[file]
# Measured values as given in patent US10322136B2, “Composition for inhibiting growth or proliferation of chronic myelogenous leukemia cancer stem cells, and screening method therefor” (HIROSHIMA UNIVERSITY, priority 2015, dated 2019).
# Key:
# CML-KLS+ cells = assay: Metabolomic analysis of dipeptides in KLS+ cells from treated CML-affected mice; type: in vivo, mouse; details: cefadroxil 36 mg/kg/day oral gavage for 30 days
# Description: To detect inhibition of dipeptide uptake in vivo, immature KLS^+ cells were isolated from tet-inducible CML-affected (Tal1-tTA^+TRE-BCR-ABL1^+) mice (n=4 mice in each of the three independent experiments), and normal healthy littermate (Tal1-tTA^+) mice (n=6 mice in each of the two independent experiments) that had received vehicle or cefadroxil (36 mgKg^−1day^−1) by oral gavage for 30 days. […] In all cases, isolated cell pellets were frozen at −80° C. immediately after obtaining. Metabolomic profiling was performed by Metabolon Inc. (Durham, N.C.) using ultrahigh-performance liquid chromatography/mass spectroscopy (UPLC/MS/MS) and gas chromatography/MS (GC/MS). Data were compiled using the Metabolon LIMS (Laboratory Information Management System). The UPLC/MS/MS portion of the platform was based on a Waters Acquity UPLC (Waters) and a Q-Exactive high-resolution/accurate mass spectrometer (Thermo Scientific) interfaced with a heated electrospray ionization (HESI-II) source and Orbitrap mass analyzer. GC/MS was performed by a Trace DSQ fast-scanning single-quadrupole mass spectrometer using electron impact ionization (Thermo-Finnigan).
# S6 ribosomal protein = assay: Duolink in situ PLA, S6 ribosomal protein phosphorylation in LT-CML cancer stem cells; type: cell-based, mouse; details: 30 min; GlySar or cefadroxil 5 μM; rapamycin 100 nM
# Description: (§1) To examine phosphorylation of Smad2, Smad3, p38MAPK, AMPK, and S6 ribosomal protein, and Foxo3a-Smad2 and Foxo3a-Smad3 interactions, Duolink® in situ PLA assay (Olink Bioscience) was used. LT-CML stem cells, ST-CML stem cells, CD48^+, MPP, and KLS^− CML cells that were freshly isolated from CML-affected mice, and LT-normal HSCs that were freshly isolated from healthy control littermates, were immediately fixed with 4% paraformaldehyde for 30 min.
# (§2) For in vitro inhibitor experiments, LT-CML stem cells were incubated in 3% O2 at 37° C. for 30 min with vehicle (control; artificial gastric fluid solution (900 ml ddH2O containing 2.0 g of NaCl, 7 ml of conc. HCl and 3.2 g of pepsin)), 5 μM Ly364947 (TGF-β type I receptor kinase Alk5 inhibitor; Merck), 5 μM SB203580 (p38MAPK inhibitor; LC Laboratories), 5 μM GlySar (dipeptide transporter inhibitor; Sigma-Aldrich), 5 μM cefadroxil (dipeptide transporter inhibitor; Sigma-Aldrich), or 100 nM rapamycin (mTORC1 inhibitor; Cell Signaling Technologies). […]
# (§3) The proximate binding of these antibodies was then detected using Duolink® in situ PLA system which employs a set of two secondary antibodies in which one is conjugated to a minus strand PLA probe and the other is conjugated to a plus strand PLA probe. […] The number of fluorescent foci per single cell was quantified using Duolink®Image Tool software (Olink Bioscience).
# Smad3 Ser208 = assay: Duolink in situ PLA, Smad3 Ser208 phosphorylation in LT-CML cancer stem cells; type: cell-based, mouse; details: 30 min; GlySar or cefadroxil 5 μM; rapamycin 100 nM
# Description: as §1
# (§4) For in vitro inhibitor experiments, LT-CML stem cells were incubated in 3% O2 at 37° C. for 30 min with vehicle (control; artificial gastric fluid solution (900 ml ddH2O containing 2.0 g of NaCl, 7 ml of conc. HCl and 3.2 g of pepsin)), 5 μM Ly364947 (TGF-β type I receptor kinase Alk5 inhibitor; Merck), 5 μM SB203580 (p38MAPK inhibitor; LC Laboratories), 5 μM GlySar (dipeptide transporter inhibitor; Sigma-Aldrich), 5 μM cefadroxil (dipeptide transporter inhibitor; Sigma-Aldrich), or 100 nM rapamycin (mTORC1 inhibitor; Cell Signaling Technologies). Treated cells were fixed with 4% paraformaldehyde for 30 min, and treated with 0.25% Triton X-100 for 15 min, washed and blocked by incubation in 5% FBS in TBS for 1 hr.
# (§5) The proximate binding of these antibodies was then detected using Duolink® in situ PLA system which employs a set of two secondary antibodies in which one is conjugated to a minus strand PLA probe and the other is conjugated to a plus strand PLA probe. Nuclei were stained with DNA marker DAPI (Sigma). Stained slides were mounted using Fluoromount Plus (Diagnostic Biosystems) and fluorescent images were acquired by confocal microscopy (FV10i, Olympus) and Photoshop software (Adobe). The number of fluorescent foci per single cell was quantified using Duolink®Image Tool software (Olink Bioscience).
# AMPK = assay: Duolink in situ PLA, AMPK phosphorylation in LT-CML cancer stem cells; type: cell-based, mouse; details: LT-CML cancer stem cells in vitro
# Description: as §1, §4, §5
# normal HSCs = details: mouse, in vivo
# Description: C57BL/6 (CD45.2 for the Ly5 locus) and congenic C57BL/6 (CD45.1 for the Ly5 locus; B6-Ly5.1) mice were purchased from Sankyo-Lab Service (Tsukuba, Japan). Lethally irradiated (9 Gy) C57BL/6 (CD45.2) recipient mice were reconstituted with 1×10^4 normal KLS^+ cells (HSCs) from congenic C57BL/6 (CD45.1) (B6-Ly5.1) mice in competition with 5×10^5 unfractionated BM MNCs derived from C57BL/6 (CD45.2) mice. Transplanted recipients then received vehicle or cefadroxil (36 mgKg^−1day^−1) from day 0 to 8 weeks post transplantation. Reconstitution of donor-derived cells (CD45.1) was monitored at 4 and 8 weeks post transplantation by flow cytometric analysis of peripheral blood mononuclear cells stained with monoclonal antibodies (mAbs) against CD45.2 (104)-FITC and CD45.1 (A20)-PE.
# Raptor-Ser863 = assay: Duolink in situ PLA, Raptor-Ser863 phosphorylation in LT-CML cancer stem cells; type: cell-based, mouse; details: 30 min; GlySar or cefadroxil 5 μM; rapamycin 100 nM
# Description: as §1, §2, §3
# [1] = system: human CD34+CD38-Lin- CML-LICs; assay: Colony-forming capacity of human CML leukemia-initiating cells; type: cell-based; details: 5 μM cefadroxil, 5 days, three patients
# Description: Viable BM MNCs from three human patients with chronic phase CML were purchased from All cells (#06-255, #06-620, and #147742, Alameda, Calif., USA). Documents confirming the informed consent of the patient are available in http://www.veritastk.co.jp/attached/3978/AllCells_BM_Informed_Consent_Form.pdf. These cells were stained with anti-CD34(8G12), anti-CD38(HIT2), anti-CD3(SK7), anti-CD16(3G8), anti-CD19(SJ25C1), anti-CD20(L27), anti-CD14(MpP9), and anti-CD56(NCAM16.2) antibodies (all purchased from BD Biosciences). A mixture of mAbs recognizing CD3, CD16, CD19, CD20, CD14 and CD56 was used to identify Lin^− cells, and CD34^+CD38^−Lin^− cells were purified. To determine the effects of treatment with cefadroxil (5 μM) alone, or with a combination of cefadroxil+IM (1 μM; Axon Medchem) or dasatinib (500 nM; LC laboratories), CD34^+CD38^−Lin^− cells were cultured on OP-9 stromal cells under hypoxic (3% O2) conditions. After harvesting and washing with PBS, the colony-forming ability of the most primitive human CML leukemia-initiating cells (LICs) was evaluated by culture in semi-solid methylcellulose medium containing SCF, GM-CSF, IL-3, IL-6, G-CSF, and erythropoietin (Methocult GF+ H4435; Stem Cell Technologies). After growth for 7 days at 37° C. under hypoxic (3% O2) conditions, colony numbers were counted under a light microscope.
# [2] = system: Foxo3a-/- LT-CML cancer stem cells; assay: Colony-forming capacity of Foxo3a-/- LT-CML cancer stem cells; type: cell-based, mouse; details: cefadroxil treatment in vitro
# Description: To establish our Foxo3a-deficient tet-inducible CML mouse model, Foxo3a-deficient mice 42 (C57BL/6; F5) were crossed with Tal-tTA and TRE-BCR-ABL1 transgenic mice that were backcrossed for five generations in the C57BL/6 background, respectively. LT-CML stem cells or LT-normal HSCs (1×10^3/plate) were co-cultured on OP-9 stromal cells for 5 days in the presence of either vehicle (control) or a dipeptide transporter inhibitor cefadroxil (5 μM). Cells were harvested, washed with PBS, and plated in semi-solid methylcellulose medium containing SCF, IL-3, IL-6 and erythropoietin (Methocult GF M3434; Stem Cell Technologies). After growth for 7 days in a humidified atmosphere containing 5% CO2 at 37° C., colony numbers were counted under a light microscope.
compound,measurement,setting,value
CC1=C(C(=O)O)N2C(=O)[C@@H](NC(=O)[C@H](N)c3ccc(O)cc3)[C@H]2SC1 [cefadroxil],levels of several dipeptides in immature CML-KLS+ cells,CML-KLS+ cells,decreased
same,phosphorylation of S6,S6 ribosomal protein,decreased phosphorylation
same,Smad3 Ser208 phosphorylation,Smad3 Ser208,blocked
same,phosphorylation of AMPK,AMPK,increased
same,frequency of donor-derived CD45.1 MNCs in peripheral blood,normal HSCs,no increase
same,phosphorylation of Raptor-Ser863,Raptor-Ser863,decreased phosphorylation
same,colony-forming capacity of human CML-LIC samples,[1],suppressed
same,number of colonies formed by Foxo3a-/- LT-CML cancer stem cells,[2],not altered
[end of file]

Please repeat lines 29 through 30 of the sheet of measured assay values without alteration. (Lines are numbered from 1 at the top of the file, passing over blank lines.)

same,phosphorylation of Raptor-Ser863,Raptor-Ser863,decreased phosphorylation
same,colony-forming capacity of human CML-LIC samples,[1],suppressed